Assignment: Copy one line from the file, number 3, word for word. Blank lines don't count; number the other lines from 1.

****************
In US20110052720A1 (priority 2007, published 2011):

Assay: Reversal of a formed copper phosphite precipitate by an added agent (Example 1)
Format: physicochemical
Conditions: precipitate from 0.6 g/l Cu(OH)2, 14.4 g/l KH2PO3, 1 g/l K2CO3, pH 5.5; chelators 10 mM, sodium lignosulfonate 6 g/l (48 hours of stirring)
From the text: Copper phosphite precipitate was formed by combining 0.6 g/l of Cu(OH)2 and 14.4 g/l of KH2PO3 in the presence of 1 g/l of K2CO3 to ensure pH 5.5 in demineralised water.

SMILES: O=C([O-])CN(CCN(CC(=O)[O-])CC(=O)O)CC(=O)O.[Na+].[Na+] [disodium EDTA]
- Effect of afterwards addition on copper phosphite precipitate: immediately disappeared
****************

Format: physicochemical